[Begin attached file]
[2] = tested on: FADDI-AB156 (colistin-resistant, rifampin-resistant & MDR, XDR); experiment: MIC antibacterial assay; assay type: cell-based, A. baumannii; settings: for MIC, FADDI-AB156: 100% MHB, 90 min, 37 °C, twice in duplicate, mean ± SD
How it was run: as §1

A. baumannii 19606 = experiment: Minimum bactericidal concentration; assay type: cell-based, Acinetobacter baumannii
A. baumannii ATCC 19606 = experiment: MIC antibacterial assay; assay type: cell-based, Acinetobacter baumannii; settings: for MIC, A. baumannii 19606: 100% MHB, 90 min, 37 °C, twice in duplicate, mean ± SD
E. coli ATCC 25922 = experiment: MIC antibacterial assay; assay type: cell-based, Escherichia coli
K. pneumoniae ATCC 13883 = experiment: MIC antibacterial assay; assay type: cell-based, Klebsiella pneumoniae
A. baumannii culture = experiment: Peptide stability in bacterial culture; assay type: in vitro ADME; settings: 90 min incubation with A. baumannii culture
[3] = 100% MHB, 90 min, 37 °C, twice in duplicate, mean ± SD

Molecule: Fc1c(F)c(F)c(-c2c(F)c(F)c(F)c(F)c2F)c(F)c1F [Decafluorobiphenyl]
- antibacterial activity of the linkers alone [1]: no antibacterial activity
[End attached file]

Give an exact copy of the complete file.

[2] = tested on: FADDI-AB156 (colistin-resistant, rifampin-resistant & MDR, XDR); experiment: MIC antibacterial assay; assay type: cell-based, A. baumannii; settings: for MIC, FADDI-AB156: 100% MHB, 90 min, 37 °C, twice in duplicate, mean ± SD
How it was run: as §1

A. baumannii 19606 = experiment: Minimum bactericidal concentration; assay type: cell-based, Acinetobacter baumannii
A. baumannii ATCC 19606 = experiment: MIC antibacterial assay; assay type: cell-based, Acinetobacter baumannii; settings: for MIC, A. baumannii 19606: 100% MHB, 90 min, 37 °C, twice in duplicate, mean ± SD
E. coli ATCC 25922 = experiment: MIC antibacterial assay; assay type: cell-based, Escherichia coli
K. pneumoniae ATCC 13883 = experiment: MIC antibacterial assay; assay type: cell-based, Klebsiella pneumoniae
A. baumannii culture = experiment: Peptide stability in bacterial culture; assay type: in vitro ADME; settings: 90 min incubation with A. baumannii culture
[3] = 100% MHB, 90 min, 37 °C, twice in duplicate, mean ± SD

Molecule: Fc1c(F)c(F)c(-c2c(F)c(F)c(F)c(F)c2F)c(F)c1F [Decafluorobiphenyl]
- antibacterial activity of the linkers alone [1]: no antibacterial activity